Human damage was another reason, though often with the best intentions. As old trees were always respected by people as a living God, locals would burn joss sticks, light up candles and hold worship ceremonies under the trees, which could easily catch fire.

The old ginkgo in Yue Temple and the pine tree in Shihudang Town were all harmed by burning incense, left with black stains and damage to their trunks.

Diseases and insect pests were also tree killers. The group of 52 ginkgo in Central Park in New Songjiang City was almost destroyed by termites. Part of the soil in the park, transported from the old buildings to be demolished, was found to have wood-eating white ants. Luckily they were discovered in time and the trees were treated promptly.

In order to better protect old trees, Songjiang has an inspection team whose members’ main duty is to observe the trees’ growth, check the heath condition and surrounding environment changes.

With the rapid urban development, human’s activities and construction projects are grabbing the living space for old trees. Songjiang regulates that property developer of any project around an old tree must hand in a tree-protection plan before the construction starts, and the inspector is required to follow the project from the very beginning to the end.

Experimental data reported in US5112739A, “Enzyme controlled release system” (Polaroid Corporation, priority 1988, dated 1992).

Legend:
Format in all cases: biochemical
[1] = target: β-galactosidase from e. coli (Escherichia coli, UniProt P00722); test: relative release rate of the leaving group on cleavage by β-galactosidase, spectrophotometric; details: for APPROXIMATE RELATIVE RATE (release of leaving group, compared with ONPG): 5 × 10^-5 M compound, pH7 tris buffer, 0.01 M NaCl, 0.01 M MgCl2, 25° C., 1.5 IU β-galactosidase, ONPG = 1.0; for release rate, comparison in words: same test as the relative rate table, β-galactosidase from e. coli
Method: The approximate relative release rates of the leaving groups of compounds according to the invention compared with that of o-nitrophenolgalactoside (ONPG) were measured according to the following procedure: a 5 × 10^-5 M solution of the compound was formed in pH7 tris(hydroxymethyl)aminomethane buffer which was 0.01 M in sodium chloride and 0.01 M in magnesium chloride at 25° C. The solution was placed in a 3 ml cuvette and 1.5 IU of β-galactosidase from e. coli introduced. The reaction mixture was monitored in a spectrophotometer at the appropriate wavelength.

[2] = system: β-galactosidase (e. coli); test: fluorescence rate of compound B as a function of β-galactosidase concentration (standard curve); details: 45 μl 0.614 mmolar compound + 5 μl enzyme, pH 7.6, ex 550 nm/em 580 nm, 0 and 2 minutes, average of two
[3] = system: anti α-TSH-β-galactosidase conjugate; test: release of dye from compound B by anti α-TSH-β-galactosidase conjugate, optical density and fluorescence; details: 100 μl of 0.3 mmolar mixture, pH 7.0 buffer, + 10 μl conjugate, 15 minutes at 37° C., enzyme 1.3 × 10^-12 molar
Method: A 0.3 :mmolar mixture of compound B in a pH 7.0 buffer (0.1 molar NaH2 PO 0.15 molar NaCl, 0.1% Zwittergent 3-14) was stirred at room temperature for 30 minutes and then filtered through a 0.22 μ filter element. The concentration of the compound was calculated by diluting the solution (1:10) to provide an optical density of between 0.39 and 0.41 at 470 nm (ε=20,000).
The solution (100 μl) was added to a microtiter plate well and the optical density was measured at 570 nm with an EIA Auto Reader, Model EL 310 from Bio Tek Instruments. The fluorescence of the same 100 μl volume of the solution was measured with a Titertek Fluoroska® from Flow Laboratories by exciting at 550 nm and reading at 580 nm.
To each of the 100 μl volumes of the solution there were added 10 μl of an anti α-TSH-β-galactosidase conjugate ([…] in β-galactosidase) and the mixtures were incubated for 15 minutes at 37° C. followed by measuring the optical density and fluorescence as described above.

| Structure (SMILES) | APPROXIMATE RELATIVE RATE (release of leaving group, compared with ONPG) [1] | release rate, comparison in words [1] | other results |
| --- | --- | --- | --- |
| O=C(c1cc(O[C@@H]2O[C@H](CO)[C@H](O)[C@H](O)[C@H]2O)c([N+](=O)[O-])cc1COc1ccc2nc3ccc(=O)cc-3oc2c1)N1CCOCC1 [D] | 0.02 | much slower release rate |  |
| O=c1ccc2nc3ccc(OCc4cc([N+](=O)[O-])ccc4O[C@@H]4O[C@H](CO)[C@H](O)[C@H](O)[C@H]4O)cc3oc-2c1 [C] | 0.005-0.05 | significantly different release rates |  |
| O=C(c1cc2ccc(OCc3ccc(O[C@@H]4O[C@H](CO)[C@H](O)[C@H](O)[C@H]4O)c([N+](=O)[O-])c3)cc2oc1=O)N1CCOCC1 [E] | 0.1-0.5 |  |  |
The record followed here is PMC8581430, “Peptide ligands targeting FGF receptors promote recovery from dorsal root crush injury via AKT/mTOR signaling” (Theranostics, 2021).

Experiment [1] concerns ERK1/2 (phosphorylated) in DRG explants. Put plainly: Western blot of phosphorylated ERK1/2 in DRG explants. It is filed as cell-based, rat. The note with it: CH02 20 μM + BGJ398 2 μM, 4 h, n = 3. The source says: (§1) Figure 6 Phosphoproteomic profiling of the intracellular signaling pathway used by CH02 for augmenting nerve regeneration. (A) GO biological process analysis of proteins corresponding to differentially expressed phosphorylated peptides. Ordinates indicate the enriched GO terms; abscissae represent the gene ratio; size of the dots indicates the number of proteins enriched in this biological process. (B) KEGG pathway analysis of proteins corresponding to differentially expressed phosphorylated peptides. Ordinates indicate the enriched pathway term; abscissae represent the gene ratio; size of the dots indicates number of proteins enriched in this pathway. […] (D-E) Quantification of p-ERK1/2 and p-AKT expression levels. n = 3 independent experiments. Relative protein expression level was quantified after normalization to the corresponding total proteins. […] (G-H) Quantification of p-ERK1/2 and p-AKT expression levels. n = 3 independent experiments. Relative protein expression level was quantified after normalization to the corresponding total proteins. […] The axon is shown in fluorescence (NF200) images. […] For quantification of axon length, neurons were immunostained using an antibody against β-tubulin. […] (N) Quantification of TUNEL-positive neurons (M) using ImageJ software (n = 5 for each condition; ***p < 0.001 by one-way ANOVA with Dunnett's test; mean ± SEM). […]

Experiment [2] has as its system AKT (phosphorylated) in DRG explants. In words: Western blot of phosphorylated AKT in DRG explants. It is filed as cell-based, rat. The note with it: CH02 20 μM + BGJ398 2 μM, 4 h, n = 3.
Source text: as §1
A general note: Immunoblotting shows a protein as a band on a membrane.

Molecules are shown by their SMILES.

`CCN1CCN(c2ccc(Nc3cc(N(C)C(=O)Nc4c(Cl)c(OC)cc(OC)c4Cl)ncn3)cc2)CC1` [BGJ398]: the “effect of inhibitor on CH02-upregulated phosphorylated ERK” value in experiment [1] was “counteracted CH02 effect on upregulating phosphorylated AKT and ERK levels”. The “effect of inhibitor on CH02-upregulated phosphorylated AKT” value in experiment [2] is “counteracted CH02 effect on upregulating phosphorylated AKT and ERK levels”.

In the expansion project of Songjiang Hospital, a 100-year-old jujube tree was in the way. The relocation plan was drafted several times until it got the permit from the local greening and forestry bureau. It cost about 260,000 yuan (US$41,000) to move the tree to the nearby Hansan Hall 100 meters away. New fences were set up and today it thrives and receives special care.

At the same time, new techniques are adopted to rescue the old trees, such as using radar to detect root system and spraying microbial fermentation bacteria broth.

Lightning rods are placed on the old trees over 300 years old in the towns of Yexie, Maogang and Sheshan Hill.

Each one of the 430 old trees is kept with a file, which records detailed information of the tree’s age, height, girth, root, crown, growth condition, pest control, photos taken in different seasons, surrounding soil, buildings and any ongoing construction nearby.

“It is rare to have so many old trees in a metropolis, thanks to the long history of Songjiang as well as the local efforts of protection for years from not only the government level and experts but also ordinary citizens,” Zhu said.

Last year, a businessman offered 500,000 yuan to buy three old trees (one beech and two hackberry trees) from farmer Gu Zhaohua in Datie Village, Chedun Town. The trees were planted by Gu’s forefathers and have grown for more than 80 years. The farmer refused and applied to the local greening and forestry bureau. Thus the three trees got listed and their files were created for better protection.

“Old trees are a great treasure because a place where old trees grow always has history, legends and culture. To protect them is to protect our own civilizations,” Zhu said.